The expansion's transparency, with floor-to-ceiling windows offering views of the First Presbyterian Church next door or the city's skyline on upper levels, promises to give the building a sense of connection to city life, enhanced by the interconnectivity of the piazza.
That sense of integration benefits from the care Piano exercised in stage-managing the theatrical space, choosing details from the Athena elms, Sweetbay magnolias and Kousa dogwoods that ornament the piazza, to the outdoor furniture and transparent walls of Table 1280, which integrate the indoors with outdoors and expand the museum beyond the gallery walls.
Many architectural leaders, including Richard Meier himself, are enthusiastic about Piano's design. Says William Weathersby Jr., a senior editor at Architectural Record, "I think it's spectacular. I think it really creates a sense of place more so than just a museum destination. I wouldn't even characterize this as an addition. It's kind of a whole new ball game for the museum, I think."
When it comes to museums, though, multimillion-dollar expansions by internationally acclaimed architects are ultimately just window dressing. What really matters is what's inside. The High's challenge as it enters this brave new world is to provide exhibitions and programming that not only attracts the masses, but challenges them and develops their appreciation for a wider variety of art forms and styles.
Architectural historian Victoria Newhouse, for one, questions whether expanded museums have the goods to fill the space.
"All of a sudden, you've got 20, 30, 40 percent more space than you had before," says the author of Towards a New Museum, a definitive book on museum expansions. "You've got to fill it. What happens? Do you start dragging out third-rate stuff that has always been in storage? Or do you start doing commercial-type stuff just to bring people in?"
The expansion will allow the High to exhibit more of its 11,000-piece permanent collection than ever before. But whether the collection, which leans heavily toward the decorative arts, is worthy of its striking new building remains to be seen.
Permanent collection aside, it has become something of a mantra in the local arts community to denounce the museum's near fixation with blockbuster exhibitions. Instead of risky, audience-challenging programming, the museum has been criticized for safe exhibitions of artists such as Picasso, Degas and Van Gogh that tend to draw big crowds as the revered masterworks pass briefly, like the pope, through town. Affirming the attendance potential of such exhibitions, the museum's top show thus far in terms of attendance was the 1999 exhibition Impressionism: Paintings Collected by European Museums, followed by Picasso: Masterworks from the Museum of Modern Art.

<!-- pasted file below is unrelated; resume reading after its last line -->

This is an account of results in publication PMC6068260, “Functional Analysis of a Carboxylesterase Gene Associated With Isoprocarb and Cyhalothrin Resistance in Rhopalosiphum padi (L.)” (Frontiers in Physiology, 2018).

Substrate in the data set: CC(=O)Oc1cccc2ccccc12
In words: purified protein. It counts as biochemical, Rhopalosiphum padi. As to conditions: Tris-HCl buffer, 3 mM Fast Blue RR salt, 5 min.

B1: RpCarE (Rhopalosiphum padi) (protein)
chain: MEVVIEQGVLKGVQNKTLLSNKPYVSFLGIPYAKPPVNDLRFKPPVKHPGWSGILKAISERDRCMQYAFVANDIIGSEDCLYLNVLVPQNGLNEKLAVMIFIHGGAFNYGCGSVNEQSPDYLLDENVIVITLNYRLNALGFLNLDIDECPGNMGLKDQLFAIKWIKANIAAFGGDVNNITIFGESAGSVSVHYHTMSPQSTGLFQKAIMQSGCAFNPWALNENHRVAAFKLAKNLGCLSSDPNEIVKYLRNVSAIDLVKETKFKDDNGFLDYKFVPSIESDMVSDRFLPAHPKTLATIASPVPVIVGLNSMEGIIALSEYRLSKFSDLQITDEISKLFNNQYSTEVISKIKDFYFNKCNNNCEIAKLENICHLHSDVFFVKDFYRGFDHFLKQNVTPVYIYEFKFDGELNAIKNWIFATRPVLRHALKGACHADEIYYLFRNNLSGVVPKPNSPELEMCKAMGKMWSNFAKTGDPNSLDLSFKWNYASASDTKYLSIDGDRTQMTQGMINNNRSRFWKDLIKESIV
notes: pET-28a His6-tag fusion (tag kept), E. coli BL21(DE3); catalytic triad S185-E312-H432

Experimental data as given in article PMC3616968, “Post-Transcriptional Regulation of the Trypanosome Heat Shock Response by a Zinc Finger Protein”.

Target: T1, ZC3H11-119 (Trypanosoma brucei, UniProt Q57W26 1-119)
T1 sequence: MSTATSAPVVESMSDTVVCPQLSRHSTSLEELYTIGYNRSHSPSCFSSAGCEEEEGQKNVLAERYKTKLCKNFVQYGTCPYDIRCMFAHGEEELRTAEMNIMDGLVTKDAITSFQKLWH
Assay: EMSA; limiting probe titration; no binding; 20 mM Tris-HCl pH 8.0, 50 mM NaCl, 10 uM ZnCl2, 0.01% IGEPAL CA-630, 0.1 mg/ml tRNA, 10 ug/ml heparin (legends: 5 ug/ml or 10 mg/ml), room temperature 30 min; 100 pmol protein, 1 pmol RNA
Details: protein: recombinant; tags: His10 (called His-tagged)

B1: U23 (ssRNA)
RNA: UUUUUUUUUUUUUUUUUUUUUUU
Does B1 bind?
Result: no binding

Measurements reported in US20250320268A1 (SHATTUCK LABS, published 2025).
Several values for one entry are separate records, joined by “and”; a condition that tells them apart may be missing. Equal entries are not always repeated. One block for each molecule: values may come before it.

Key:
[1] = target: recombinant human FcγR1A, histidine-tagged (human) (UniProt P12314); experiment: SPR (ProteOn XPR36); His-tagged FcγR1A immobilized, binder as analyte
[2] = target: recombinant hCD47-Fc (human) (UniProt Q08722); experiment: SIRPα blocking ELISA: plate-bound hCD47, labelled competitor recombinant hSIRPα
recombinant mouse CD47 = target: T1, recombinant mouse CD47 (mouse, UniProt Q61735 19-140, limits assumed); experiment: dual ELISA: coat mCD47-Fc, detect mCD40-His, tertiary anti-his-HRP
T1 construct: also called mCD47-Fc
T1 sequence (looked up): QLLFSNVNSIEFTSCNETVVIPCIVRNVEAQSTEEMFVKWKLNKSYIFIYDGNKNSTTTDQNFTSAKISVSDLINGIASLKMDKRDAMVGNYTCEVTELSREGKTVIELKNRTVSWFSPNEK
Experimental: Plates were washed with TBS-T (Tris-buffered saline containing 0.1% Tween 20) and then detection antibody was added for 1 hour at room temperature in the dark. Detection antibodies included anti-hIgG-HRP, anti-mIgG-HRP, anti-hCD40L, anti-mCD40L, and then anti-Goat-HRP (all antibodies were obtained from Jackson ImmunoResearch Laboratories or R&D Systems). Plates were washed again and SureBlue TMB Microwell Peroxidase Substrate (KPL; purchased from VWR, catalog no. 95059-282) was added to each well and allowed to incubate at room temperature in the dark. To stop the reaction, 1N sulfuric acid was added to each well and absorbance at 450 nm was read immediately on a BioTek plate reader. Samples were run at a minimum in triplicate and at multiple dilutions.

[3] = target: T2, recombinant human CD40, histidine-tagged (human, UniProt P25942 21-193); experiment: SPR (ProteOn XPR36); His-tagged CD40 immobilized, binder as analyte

Although numbers are a measure of a museum's success, administrators should not place too much emphasis on ticket sales, merchandise and events revenues, says Maxwell L. Anderson, former director of the Michael C. Carlos Museum at Emory University and the Whitney Museum of American Art. "I see them as symptoms of success rather than measurements. What happens is that by building large institutions, there is a greater risk that organizations will drift toward providing programs that are solely intended to grow audience rather than thinking about programmatic quality."
Everyone seems to agree that the expansion presents a prime opportunity for the museum to redefine itself as a place large and inclusive enough to highlight both the classical work a large portion of its audience appears to crave, but also return to its track record under former Director Gudmund Vigtel's helm, from 1963 to 1991, of showing important contemporary work.
Louise Shaw, former executive director of Nexus Contemporary Art Center (now the Atlanta Contemporary Art Center) for 15 years, is, like many in town, keeping her fingers crossed.
"They're just so dependent on the turnstile that, across the country, we keep on seeing variations on the same theme -- in Impressionism, Post-Impressionism, etc., and representational art -- and I put the Andrew Wyeth and the Norman Rockwell [shows in that category]," says Shaw, referring to High shows past and present. "I see less and less risk being taken, certainly in the realm of contemporary art."
Shaw, among others, is especially vocal about the High's failure to acknowledge a new crop of artists with Atlanta ties whose work has gained prominence. Although the museum owns pieces by Kojo Griffin, Radcliffe Bailey and Kara Walker -- all of whom have exhibited nationally and internationally at prestigious institutions -- none have ever been exhibited at the High.
Especially promising for the possible dawning of a new age at the High is a fresh team of curators. This year, the museum has added new curators of photography, African-American art, modern and contemporary art, and a new head of museum interpretation. In 2004, a new curator of folk art was added to the staff. But it is imperative that the administration give these curators license to develop their domains with challenging new acquisitions and exhibitions.